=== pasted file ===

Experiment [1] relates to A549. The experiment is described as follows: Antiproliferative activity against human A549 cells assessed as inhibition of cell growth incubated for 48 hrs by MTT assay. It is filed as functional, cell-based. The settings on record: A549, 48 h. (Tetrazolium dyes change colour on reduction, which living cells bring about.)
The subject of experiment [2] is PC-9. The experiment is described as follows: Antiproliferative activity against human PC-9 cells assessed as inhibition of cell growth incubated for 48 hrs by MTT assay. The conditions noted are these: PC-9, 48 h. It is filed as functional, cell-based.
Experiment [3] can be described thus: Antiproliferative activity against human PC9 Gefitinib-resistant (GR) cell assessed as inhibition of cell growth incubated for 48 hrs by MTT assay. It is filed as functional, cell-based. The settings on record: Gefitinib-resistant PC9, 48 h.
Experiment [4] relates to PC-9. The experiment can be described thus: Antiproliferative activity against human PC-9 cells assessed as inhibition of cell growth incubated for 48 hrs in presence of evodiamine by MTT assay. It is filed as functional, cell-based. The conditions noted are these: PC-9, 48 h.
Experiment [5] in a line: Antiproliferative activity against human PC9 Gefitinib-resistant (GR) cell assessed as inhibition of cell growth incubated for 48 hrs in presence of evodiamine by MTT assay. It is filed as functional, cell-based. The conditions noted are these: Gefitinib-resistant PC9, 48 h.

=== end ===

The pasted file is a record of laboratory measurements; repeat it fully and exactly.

Experiment [1] relates to A549. The experiment is described as follows: Antiproliferative activity against human A549 cells assessed as inhibition of cell growth incubated for 48 hrs by MTT assay. It is filed as functional, cell-based. The settings on record: A549, 48 h. (Tetrazolium dyes change colour on reduction, which living cells bring about.)
The subject of experiment [2] is PC-9. The experiment is described as follows: Antiproliferative activity against human PC-9 cells assessed as inhibition of cell growth incubated for 48 hrs by MTT assay. The conditions noted are these: PC-9, 48 h. It is filed as functional, cell-based.
Experiment [3] can be described thus: Antiproliferative activity against human PC9 Gefitinib-resistant (GR) cell assessed as inhibition of cell growth incubated for 48 hrs by MTT assay. It is filed as functional, cell-based. The settings on record: Gefitinib-resistant PC9, 48 h.
Experiment [4] relates to PC-9. The experiment can be described thus: Antiproliferative activity against human PC-9 cells assessed as inhibition of cell growth incubated for 48 hrs in presence of evodiamine by MTT assay. It is filed as functional, cell-based. The conditions noted are these: PC-9, 48 h.
Experiment [5] in a line: Antiproliferative activity against human PC9 Gefitinib-resistant (GR) cell assessed as inhibition of cell growth incubated for 48 hrs in presence of evodiamine by MTT assay. It is filed as functional, cell-based. The conditions noted are these: Gefitinib-resistant PC9, 48 h.